“Friends, as you think about graduating from Presbyterian College – this place that may feel like home to you – do you have that same fear? If you don’t, your parents do. Or your teachers do. But they have prepared you to take what you have learned here out into the world.

“But this process of leaving behind childish ways to become someone else –  to become the one God calls you to be, to become the one this world needs you to be – is one that requires persistence.”

Evans said he, too, did not know exactly what he was going to do after graduating from PC, but he was determined to find out.  He left home.

“Not only did I leave home, but I kept on believing that I was on the way to someplace even better, though leaving home was always a risk,” he said.

Evans said PC graduates must leave also.

“Because this place is not your final destination,” he said. “We are on our way from a place that feels like home to the new creation. But the thing about the new creation is that we don’t know what it’s going to look like. All we know is that we must keep walking towards it, believing in it until we get there leaving the familiar in favor of the promise.”

Evans called on the Class of 2023 to answer God’s call to learn and grow and serve.

“Tomorrow you graduate from college,” he said. “But your education is not complete. Tomorrow you’ll leave home and you’ll go out into the world but don’t you dare settle in for the next place you land is not your final destination either. Tomorrow you will take an important step towards becoming the person God created you to be, but you still have work to do. You still must continue to listen to the people God places in your path who will help you along the way. … God is not done with you. The diploma which you will receive tomorrow – go on and get it framed. Hang it proudly. But never mistake your diploma for the sign that you are complete.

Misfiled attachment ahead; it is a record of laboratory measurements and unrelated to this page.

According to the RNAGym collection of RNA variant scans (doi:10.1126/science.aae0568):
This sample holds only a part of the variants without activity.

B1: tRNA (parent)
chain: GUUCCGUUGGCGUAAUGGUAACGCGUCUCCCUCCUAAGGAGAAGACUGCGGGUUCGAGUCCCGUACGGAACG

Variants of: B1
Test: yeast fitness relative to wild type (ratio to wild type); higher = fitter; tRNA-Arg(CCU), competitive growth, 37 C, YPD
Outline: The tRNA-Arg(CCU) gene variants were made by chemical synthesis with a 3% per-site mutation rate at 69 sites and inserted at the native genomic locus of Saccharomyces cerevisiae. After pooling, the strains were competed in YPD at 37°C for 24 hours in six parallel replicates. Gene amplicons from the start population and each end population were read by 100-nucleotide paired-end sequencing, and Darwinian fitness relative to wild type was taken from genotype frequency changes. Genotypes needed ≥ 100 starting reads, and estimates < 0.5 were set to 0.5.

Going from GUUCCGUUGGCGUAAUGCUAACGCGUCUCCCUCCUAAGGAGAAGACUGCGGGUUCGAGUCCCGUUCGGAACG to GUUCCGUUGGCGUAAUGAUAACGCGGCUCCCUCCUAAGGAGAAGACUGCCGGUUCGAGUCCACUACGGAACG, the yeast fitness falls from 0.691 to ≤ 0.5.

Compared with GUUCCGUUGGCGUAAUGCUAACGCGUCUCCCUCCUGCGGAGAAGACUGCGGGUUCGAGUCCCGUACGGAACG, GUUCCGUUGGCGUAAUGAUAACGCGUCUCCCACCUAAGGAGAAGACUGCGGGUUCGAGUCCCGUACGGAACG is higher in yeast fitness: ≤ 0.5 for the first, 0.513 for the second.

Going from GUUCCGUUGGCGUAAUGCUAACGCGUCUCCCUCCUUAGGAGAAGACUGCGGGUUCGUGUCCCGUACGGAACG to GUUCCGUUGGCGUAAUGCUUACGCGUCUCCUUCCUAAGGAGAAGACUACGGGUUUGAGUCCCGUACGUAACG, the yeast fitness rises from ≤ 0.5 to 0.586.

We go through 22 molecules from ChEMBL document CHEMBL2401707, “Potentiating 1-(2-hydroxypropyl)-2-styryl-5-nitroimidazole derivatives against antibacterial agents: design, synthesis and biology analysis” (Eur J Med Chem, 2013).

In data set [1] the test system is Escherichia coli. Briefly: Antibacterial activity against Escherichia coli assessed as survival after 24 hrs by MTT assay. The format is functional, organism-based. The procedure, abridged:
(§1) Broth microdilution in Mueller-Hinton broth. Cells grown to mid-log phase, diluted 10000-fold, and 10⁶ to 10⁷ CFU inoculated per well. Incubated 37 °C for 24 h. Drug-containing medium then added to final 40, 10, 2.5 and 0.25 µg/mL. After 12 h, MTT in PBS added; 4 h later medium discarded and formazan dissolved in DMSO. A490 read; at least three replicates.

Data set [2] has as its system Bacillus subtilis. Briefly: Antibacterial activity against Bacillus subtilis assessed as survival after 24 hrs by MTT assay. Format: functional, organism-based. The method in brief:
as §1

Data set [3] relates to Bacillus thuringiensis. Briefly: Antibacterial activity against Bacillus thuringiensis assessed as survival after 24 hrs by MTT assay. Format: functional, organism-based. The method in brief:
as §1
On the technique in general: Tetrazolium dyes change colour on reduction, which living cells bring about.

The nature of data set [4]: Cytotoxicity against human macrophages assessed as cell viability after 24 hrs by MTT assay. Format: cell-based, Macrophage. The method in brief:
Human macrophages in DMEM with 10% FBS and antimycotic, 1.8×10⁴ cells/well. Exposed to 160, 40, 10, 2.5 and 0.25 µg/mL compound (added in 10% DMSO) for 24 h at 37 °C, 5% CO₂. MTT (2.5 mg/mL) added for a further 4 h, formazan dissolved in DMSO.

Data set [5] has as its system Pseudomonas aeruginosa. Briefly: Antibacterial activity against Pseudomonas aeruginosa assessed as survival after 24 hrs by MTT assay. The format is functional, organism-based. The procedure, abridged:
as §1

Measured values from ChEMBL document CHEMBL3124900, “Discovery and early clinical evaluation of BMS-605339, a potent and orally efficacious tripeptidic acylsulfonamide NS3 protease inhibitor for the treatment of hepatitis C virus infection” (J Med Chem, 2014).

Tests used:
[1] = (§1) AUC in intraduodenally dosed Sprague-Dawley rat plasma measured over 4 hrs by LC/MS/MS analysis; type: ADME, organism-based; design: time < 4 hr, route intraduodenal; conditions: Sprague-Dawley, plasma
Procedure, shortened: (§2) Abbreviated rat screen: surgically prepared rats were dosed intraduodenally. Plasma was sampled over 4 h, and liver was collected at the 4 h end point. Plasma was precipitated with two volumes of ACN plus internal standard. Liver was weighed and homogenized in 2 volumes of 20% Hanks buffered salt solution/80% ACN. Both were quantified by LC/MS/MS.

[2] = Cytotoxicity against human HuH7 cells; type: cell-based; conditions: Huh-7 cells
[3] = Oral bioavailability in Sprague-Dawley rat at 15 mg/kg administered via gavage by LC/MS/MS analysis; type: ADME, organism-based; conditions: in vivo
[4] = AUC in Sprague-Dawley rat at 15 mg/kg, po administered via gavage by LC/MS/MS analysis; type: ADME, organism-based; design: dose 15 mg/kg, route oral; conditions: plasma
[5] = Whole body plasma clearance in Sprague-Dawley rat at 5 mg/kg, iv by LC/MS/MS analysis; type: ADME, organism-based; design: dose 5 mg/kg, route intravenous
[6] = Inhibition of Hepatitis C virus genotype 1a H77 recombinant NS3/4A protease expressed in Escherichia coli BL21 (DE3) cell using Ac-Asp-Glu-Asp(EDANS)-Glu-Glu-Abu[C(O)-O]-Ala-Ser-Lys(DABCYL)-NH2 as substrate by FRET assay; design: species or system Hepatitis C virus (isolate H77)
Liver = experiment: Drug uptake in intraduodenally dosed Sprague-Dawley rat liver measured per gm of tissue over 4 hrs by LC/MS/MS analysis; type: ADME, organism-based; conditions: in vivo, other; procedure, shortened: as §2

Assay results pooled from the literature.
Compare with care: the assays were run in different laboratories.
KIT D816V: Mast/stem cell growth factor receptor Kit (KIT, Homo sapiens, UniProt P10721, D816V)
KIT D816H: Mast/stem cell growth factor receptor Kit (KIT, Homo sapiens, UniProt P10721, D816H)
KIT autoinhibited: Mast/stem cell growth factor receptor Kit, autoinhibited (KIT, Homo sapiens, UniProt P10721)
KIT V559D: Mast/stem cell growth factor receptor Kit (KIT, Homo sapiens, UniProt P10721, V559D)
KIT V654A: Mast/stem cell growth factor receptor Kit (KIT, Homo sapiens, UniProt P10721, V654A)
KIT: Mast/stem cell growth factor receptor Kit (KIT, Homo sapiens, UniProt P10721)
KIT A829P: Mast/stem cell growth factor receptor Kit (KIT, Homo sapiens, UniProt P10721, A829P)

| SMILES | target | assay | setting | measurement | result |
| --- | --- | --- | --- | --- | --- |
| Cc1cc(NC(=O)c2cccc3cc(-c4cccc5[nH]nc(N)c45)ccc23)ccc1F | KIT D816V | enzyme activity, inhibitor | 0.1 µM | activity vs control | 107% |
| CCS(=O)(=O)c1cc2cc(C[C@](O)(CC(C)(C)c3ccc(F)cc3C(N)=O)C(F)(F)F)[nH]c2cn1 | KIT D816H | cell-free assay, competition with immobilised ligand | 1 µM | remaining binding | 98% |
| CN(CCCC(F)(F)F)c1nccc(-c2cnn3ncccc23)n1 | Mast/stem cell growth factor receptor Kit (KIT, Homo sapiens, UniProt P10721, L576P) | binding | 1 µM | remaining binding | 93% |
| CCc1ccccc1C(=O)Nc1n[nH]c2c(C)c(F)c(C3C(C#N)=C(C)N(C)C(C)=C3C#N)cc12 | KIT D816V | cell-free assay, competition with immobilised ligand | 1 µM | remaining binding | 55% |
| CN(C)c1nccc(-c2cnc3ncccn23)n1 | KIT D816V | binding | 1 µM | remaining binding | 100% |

Evans said each graduate’s journey is just beginning.

“When you will leave this place tomorrow you are on the way to something even better,” he said. “All that is required of you isthat you continue leaving, leaving your old self behind while holding on to the promise that there are gifts inside of you that must be taken seriously, because the world needs that you have gifts that the world outside this campus need so badly.”

At this year’s baccalaureate, PC also presented three community members with the Martha Anne Green Service to College and Church Award:

  • Craig Powell ’86 – PC professor of chemistry, ordained elder, and audio-visual coordinator for First Presbyterian of Clinton
  • Jerre Threatt – PC corporate and foundations relations officer and ordained elder and property committee chair for First Presbyterian of Clinton
  • Megan Walsh – speech pathologist for Laurens County School District 56, Clinton City Council member, and ordained elder and worship committee chair for First Presbyterian of Clinton

(Left to right) the Rev. Dr. Duke Dixon, Dr. Craig Powell, Megan Walsh, Jerre Threatt, Dr. Kerry Pannell